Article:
In a patch of scrubland across the road from the Facebook headquarters in Silicon Valley, a woman named Celma Aguilar recently walked along some overgrown train tracks. She stopped where a path forked into some vegetation, just a few hundred yards from the tourists taking photos by an enormous image of a “Like” icon at the campus entrance.
“Welcome to the mansion,” Aguilar said, gesturing to a rudimentary shelter of tarps hidden in the undergrowth.
The campsite is one of about 10 that dot the boggy terrain, and are a striking sight alongside the brightly painted, low-slung buildings housing the multi-billion-dollar corporation. The contrast epitomizes the Bay Area wealth gap.
Harold Schapelhouman, a fire chief whose department has dealt with conflagrations on the land, said he was struck by the disparities. “Their employees are very well taken care of. They have on-site medical facilities, dry cleaning, bicycle repair, they feed them and there are restaurants that are there. It’s amazing what Facebook does for its employees. And yet within eyeshot - it really isn’t that far – there are people literally living in the bushes.”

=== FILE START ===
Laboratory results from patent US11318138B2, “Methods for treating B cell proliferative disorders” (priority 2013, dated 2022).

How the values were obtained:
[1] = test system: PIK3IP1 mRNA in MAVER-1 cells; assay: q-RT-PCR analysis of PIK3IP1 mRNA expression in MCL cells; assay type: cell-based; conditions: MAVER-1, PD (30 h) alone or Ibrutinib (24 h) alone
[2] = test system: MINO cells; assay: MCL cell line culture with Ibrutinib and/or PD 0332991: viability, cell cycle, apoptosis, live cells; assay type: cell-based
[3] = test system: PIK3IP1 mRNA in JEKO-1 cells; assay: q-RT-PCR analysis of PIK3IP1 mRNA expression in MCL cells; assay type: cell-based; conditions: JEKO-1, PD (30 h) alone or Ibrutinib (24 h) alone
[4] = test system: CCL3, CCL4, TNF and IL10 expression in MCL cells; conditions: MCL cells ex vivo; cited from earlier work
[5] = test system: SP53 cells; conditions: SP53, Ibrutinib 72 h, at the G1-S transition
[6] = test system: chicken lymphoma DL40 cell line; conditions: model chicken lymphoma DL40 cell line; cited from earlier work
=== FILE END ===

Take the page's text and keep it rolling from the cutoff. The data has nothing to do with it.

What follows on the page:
Schapelhouman said he was not blaming Facebook, though it is true that the success of technology companies has driven up real estate prices in the area. As a whole, California is one of the lowest-ranking US states for the availability of affordable housing, and has one-fifth of America’s homeless population. Irrespective of the utopianism that imbues Silicon Valley culture, the tech campuses are not immune to these broader social problems.
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One could argue that Ms. Aguilar and her comrades are responsible for their own poverty. But I would counter with the statement that Facebook's wealth appears to be based upon what amounts to wholesale theft of data belonging to We The People.
At least Ms. Aguilar is being honest about her situation.